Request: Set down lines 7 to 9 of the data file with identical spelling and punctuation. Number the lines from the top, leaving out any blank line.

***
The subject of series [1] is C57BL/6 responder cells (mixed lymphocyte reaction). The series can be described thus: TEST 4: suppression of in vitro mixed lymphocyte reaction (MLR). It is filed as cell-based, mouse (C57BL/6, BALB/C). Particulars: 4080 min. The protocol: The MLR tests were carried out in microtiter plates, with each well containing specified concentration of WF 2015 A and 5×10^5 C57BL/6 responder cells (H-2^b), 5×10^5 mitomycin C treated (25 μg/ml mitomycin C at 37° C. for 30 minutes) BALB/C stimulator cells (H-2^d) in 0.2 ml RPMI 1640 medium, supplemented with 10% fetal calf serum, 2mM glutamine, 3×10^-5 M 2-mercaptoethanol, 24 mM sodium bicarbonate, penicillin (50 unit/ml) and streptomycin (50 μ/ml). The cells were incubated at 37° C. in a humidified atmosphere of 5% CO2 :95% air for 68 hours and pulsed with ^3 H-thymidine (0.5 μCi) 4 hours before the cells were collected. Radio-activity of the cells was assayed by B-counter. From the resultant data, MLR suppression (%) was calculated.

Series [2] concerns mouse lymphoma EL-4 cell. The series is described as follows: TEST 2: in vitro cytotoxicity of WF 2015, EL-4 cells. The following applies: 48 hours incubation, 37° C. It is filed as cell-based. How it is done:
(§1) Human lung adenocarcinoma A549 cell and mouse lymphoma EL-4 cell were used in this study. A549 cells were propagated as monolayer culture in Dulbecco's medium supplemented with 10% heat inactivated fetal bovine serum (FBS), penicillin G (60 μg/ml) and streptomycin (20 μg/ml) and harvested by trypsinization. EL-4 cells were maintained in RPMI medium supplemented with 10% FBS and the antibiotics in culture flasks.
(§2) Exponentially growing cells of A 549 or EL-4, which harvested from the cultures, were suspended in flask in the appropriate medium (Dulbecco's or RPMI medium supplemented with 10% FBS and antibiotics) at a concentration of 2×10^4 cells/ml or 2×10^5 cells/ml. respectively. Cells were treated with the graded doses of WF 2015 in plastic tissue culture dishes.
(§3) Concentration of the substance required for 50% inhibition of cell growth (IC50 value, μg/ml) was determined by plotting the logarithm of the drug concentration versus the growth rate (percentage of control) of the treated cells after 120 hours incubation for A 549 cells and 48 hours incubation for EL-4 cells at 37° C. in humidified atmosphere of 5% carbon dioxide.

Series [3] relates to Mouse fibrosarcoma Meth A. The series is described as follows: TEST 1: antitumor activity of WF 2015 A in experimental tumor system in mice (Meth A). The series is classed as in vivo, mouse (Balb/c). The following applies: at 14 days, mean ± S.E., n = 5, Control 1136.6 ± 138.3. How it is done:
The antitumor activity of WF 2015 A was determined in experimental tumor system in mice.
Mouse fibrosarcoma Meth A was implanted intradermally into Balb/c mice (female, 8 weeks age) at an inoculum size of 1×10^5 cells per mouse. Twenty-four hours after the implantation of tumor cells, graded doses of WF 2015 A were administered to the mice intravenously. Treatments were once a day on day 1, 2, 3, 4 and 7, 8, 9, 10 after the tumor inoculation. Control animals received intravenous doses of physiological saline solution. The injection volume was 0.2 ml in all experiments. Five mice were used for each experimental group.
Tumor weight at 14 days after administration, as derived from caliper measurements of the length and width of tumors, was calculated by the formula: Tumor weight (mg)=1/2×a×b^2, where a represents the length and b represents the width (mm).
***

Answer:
The antitumor activity of WF 2015 A was determined in experimental tumor system in mice.
Mouse fibrosarcoma Meth A was implanted intradermally into Balb/c mice (female, 8 weeks age) at an inoculum size of 1×10^5 cells per mouse. Twenty-four hours after the implantation of tumor cells, graded doses of WF 2015 A were administered to the mice intravenously. Treatments were once a day on day 1, 2, 3, 4 and 7, 8, 9, 10 after the tumor inoculation. Control animals received intravenous doses of physiological saline solution. The injection volume was 0.2 ml in all experiments. Five mice were used for each experimental group.
Tumor weight at 14 days after administration, as derived from caliper measurements of the length and width of tumors, was calculated by the formula: Tumor weight (mg)=1/2×a×b^2, where a represents the length and b represents the width (mm).